Preparation of VAE-Based Copolymer Dispersion
 The aqueous copolymer dispersions of the examples were prepared with a continuous tubular reactor with a closed loop section and a secondary line section. The method was as follows: (1) A water phase containing water, partially hydrolyzed polyvinyl alcohol, a polyoxyethylene-polyoxypropylene block copolymer, sodium acetate, sodium metabisulfite and Mohr's salt is pumped into the loop section and the secondary line section of the reactor at a rate of 48 g /min (2) While the temperature is raised through hot water passing through a jacket system surrounding the process pipe, an oxidant emulsion containing water, polyvinyl alcohol, a polyoxyethylene-polyoxypropylene block copolymer, tert-butyl peroxide and tert-butyl peroxy-3,5,5-trimethylhexanoate is added through a second inlet pump into the loop section at a rate of 3.7 g/min. (3) Vinyl acetate is flushed at 54 g/min (4) Ethylene is pumped at 6.7 g/min (5) Soon after the oxidant feed and monomer feeds had started, the temperature increased, indicating an exothermic reaction. This reaction exotherm was controlled with cooling water passing through jackets surrounding the process pipe to maintain the reaction temperature at 60° C. The mean residence time of materials within the loop component was 10 minutes. The reactor was pressurized with a valve so that the system operated with a positive pressure of 65 bar. (5) When the process reached an equilibrium, as indicated in a constancy in conversion, in approximately 1.5 hours a 1 L specification sample was collected in a separate atmospheric tank to which was added a small amount of oxidizer and reducer to further reduce unreacted monomer. If desired, 10 more minutes is needed for each additional liter of sample.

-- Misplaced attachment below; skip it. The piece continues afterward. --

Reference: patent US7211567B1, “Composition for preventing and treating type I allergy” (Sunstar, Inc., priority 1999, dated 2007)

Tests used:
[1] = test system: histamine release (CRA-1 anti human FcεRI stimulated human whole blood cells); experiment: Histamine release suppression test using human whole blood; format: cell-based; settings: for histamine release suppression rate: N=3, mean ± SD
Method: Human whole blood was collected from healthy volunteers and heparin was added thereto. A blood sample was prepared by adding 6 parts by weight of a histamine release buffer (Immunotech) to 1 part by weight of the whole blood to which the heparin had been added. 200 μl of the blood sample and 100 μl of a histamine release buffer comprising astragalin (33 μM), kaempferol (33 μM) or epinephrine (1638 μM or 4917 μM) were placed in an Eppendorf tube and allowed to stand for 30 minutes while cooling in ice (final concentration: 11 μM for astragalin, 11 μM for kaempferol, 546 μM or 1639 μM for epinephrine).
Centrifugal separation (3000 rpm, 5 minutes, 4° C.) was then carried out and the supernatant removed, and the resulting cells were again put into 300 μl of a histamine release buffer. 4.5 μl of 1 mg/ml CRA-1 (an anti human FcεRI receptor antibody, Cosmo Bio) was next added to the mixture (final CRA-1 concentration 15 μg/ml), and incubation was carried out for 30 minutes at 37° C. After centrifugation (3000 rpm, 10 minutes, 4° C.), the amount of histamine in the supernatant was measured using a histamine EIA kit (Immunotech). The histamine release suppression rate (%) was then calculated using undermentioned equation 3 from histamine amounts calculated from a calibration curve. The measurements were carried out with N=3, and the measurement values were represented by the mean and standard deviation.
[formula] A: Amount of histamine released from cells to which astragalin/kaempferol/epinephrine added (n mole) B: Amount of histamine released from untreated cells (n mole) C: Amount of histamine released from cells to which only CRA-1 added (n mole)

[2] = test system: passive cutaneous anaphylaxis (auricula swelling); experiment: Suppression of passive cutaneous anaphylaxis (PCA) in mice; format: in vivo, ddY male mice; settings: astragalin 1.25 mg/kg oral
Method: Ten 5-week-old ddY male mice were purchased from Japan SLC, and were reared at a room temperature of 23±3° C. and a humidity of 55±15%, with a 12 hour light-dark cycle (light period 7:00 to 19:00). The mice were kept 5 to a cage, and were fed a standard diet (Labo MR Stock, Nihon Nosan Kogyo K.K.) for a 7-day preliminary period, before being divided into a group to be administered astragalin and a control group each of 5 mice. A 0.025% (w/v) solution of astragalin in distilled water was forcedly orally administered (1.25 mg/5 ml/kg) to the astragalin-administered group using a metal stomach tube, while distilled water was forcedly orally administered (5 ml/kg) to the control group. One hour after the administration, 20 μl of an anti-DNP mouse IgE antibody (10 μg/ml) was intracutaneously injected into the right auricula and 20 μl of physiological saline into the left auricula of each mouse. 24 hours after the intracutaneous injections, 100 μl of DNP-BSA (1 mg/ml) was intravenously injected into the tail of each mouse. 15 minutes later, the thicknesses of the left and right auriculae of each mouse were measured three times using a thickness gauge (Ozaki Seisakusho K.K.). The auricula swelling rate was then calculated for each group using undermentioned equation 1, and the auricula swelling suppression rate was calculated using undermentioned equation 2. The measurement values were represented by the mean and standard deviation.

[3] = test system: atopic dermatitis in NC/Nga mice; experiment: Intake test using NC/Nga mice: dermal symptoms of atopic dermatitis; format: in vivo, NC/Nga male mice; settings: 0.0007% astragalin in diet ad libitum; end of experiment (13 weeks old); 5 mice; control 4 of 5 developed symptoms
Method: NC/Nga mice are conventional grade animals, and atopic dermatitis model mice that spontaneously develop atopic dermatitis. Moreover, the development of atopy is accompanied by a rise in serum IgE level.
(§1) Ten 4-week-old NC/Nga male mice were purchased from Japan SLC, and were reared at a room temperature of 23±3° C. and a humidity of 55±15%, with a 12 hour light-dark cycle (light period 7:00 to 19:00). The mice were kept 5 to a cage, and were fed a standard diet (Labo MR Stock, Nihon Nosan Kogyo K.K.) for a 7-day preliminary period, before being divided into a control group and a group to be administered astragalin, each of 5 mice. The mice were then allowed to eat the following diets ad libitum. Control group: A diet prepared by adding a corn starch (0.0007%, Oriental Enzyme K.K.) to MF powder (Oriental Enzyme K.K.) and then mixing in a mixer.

The resulting VAE copolymer dispersion from Example 1 has the following characteristics:
 Solids content: 52.1%
 pH: 5.5
 Viscosity: 970 mPas
 Residual Vinylacetate: <1%
 Tg: 14° C.
 pH charge [μmol/g) 3 -2.7 7 -9.8 10 -14.6
Preparation of VAE-Based Copolymer Dispersion
 The same process as Example 1 was performed, with the only difference that 0.5% of a functional monomer glycidyl methacrylate (GMA) was added together with the vinyl acetate to the reactor.
 The resulting VAE copolymer dispersion from Example 2 has the following characteristics:
 Solids content: 51.6%
 pH: 5.5